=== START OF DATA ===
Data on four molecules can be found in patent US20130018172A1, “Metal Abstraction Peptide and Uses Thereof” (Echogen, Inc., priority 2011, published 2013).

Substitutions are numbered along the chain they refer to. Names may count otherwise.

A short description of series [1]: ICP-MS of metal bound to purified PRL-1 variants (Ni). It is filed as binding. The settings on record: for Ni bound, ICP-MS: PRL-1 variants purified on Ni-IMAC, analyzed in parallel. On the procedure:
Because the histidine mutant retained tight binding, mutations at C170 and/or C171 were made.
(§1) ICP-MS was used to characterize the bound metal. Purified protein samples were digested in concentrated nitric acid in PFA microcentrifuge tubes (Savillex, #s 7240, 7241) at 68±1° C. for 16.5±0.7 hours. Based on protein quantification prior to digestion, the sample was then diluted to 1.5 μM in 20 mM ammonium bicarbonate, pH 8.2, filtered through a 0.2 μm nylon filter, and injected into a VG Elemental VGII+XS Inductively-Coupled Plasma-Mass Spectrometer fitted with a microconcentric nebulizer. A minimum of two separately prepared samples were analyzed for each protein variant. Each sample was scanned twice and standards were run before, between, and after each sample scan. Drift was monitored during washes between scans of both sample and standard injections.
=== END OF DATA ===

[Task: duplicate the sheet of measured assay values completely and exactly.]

Data on four molecules can be found in patent US20130018172A1, “Metal Abstraction Peptide and Uses Thereof” (Echogen, Inc., priority 2011, published 2013).

Substitutions are numbered along the chain they refer to. Names may count otherwise.

A short description of series [1]: ICP-MS of metal bound to purified PRL-1 variants (Ni). It is filed as binding. The settings on record: for Ni bound, ICP-MS: PRL-1 variants purified on Ni-IMAC, analyzed in parallel. On the procedure:
Because the histidine mutant retained tight binding, mutations at C170 and/or C171 were made.
(§1) ICP-MS was used to characterize the bound metal. Purified protein samples were digested in concentrated nitric acid in PFA microcentrifuge tubes (Savillex, #s 7240, 7241) at 68±1° C. for 16.5±0.7 hours. Based on protein quantification prior to digestion, the sample was then diluted to 1.5 μM in 20 mM ammonium bicarbonate, pH 8.2, filtered through a 0.2 μm nylon filter, and injected into a VG Elemental VGII+XS Inductively-Coupled Plasma-Mass Spectrometer fitted with a microconcentric nebulizer. A minimum of two separately prepared samples were analyzed for each protein variant. Each sample was scanned twice and standards were run before, between, and after each sample scan. Drift was monitored during washes between scans of both sample and standard injections.